Owen Dean (NHC 2016-2017) reflects on completing a service project with support from an NHC Alumni Grant.
The streets of Rochester hold the experiences of hundreds of people who find themselves without a home to stay in. On any given night - including those bitter cold ones during upstate New York winters - an estimated 849 people experience homelessness. These individuals possess simultaneous narratives of vulnerability and resilience, and often find community among others who understand the complexity of life in this difficult environment.
We, as members of the University of Rochester’s Street Outreach team, are privileged to spend some of our time bearing witness to these members of our community who experience homelessness. We are medical students, nursing students, and social work students working to build trust among a community that is often marginalized by medicine. Three nights a week, three or four of our members visit local shelters, community organizations, and parts of the city where those experiencing homelessness are known to reside. We talk through medical and social issues, perform blood pressure and blood glucose testing, give flu shots, and offer hygiene supplies when we have them. We seek to meet people where they are at and make them feel heard. We ultimately hope to build a better relationship between the community we serve and the medical system, through a better understanding of what some of the barriers look like to the individuals we serve, and creative solutions to ensure people’s needs are properly met.
When we are out on rounds, we often get requests for small items like dry socks, sweaters, a cup of coffee, or a bus pass to make a clinic appointment possible. We do not have the supplies to meet these needs the majority of the time. This is where the National Health Corps Alumni Grant comes in. We ordered some of the most requested items, including socks, lip balm, hand lotion, throat lozenges, water bottles, and bus passes, and put together 60 care packages to hand out on rounds. To put it all together, we adapted one of our monthly member meetings into a packing party. With 15 members in attendance, including four AmeriCorps alumni, it was quick work!
One of the most important parts of each care package is the inclusion of four bus passes. In Rochester, the transit system does not have discounted transfer fares between bus routes. This means that, for many individuals living in downtown Rochester, visiting a healthcare provider, care manager, or even a grocery store, is two full fares away. A typical conversation on rounds may end with, “I really hope you can see a health care provider this week” and it is followed by the common refrain, “well okay, but how am I supposed to get there?” With the National Health Care Alumni Grant, we can actualize the means to get to and from at least 60 appointments!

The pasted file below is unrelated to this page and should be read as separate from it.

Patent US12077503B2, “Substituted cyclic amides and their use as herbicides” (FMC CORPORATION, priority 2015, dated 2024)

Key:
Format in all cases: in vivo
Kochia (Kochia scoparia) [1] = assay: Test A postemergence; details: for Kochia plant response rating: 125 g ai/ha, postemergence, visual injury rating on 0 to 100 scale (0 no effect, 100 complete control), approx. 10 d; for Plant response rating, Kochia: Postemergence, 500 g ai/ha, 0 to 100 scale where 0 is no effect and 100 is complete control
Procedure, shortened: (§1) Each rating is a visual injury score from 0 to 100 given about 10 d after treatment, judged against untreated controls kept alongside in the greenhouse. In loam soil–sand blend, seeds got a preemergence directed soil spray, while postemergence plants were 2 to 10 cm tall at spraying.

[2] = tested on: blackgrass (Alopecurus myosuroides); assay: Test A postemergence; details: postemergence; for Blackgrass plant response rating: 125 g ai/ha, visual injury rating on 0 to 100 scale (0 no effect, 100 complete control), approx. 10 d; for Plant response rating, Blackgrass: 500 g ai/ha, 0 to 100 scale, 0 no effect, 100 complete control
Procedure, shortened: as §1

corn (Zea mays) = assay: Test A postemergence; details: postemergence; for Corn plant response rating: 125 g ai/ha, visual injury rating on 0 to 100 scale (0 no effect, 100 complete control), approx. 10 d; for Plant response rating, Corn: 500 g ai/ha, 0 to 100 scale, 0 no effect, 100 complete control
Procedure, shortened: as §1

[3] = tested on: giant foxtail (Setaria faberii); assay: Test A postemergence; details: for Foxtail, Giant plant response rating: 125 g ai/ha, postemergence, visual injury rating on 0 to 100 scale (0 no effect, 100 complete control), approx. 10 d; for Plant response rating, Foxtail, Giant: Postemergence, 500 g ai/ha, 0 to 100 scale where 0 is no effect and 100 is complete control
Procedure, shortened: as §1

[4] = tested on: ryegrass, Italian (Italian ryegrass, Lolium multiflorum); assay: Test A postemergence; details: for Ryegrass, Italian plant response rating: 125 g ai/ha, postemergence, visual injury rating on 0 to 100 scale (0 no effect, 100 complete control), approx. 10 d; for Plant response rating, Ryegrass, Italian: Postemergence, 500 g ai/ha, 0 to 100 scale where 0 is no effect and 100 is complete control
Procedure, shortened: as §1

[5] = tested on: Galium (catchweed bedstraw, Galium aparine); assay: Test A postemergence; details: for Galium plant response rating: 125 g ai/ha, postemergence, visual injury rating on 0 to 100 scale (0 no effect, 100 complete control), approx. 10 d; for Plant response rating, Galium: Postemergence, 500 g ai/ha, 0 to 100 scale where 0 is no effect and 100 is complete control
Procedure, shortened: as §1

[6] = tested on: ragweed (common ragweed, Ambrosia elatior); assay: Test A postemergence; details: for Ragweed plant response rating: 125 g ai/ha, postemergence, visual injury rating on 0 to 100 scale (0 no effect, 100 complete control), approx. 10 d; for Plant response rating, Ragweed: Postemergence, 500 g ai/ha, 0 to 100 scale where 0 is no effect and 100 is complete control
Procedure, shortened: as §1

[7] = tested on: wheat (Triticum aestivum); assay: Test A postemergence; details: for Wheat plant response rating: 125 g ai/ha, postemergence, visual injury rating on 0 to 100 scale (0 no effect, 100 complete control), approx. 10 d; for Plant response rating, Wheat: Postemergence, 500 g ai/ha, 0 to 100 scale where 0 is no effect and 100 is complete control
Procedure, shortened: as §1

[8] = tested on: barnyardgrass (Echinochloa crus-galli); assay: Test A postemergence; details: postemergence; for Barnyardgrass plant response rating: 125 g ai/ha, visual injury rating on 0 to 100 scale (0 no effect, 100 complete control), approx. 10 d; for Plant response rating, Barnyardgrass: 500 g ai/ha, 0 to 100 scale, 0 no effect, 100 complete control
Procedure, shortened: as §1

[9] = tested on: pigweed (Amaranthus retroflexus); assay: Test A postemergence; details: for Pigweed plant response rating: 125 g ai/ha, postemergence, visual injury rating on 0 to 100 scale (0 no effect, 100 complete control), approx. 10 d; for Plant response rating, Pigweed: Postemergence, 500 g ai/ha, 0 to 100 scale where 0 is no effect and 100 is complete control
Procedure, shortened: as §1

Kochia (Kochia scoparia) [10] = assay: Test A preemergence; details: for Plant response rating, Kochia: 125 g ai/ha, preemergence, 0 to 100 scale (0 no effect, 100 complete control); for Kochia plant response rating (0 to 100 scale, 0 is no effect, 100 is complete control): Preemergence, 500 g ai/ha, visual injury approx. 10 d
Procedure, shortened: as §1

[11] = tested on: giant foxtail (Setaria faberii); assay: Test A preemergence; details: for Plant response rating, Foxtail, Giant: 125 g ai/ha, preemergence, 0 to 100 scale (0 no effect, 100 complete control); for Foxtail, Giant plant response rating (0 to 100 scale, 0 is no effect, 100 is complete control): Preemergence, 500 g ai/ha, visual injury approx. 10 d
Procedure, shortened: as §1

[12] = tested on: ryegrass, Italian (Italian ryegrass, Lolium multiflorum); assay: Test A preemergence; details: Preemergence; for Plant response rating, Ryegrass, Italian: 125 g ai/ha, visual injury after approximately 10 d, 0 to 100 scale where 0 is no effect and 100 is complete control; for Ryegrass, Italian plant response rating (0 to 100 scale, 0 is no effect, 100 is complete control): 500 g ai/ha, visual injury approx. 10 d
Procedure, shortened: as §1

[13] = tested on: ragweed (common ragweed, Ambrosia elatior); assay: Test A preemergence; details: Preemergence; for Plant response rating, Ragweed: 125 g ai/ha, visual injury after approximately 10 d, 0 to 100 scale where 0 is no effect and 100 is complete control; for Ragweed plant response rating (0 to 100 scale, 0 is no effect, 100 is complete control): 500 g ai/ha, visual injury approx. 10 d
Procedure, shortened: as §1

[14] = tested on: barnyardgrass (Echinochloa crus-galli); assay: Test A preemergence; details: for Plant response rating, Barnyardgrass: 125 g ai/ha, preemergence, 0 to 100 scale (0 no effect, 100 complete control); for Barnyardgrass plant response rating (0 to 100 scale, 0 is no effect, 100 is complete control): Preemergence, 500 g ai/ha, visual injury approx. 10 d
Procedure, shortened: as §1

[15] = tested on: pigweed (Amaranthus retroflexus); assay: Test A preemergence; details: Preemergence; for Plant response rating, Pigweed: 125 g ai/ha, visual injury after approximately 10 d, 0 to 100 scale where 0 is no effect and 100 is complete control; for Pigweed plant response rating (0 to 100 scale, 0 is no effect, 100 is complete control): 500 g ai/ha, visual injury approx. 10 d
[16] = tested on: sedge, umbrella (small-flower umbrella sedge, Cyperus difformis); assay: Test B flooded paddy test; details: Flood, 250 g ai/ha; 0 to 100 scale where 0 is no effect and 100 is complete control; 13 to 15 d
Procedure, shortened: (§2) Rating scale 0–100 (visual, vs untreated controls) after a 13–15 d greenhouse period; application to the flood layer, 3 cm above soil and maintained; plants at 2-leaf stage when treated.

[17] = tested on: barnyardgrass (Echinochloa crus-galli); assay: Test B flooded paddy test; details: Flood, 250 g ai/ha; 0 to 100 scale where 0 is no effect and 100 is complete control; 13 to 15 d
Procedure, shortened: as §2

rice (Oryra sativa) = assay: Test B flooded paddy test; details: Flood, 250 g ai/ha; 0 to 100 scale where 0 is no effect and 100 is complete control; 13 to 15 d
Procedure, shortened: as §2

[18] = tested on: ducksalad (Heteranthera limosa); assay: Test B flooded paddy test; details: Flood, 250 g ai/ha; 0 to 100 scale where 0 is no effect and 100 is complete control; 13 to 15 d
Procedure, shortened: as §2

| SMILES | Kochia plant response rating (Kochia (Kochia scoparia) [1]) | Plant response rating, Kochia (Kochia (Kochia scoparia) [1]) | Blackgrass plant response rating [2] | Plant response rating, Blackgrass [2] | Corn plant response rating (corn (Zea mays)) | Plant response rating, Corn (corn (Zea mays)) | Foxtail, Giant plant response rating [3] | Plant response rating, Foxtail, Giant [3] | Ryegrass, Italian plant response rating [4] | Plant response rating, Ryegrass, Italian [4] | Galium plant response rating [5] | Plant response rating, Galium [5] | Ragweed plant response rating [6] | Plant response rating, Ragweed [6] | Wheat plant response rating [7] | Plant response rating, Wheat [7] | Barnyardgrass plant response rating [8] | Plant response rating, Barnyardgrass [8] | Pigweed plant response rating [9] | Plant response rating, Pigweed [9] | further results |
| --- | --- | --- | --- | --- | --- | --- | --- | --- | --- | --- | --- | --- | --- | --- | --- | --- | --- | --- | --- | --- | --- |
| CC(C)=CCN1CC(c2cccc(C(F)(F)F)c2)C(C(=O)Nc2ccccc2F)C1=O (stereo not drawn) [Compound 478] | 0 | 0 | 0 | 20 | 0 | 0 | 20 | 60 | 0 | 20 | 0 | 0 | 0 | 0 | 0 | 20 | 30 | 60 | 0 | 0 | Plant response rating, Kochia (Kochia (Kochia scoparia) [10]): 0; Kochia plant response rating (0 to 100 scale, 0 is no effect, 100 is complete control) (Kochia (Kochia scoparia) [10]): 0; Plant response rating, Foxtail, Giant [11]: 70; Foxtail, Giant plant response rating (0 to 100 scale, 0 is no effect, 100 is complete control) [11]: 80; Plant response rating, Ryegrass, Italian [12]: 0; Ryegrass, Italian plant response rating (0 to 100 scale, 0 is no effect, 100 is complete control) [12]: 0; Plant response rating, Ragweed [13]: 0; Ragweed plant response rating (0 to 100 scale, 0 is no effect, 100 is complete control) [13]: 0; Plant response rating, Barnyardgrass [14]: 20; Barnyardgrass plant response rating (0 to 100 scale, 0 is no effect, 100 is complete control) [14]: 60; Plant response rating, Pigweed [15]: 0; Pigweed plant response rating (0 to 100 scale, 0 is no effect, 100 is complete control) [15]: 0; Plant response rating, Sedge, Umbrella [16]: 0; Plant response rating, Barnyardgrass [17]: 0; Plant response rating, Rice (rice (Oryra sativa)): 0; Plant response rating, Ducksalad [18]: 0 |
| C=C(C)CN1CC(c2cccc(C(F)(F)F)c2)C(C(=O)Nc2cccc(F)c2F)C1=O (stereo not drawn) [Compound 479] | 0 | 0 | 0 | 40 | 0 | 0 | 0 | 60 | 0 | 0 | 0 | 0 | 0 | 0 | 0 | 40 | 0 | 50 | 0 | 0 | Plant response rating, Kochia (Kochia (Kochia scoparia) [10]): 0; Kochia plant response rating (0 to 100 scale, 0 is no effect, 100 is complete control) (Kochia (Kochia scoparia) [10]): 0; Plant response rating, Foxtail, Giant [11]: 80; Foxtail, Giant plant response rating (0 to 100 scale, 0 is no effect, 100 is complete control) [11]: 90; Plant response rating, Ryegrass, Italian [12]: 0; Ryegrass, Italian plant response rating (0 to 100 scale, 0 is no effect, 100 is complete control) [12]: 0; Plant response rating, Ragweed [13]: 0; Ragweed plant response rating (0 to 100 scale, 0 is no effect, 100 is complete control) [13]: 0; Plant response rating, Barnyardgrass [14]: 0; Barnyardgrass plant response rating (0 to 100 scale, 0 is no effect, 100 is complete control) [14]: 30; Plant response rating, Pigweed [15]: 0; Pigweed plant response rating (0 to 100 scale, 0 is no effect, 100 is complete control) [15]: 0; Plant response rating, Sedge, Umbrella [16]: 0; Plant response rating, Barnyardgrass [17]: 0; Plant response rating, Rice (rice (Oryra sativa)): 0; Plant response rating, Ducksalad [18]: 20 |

At the time of writing this post, we have handed out 21 of the 60 care-packages on rounds. The feedback has been great! One individual mentioned that it was one of the best things that had happened to him all week. He planned to use the bus passes to go to an outpatient mental health clinic for the first time in years. Another individual we met on rounds was grateful for the ability to care for his feet with the supplies in the care package. His need for transportation to the wound care clinic, and a new pair of socks to keep blood circulating to heal his diabetic foot ulcers, reminded us that sometimes even things that seem small can have significant impacts on people’s health.
As we have learned from our time doing outreach, medicine often works hard to serve the people that we meet out on the street, but does so imperfectly. It is often unable to connect people to the totality of the services that they need. We have heard stories of patients whose hospital bills and medical debts contributed to their current lack of shelter. We have learned from those who have been stigmatized for their mental health concerns. We have seen the negative health effects of staying outside in inclement weather, or in shelters when respiratory illness spreads rapidly. Homelessness continues a vicious cycle of poor health, as a cause and an effect.
On Outreach, we aim to serve as a bridge between the community and the medical care that is needed and deserved. It takes time to build rapport, to establish a connection with people and let them know that we believe that they deserve housing, health, and the makings of a comfortable life. We are limited in our capacity to provide these things, but have seen how powerful it can be to meet even some of the small needs. Thank you National Health Corps for supporting our mission.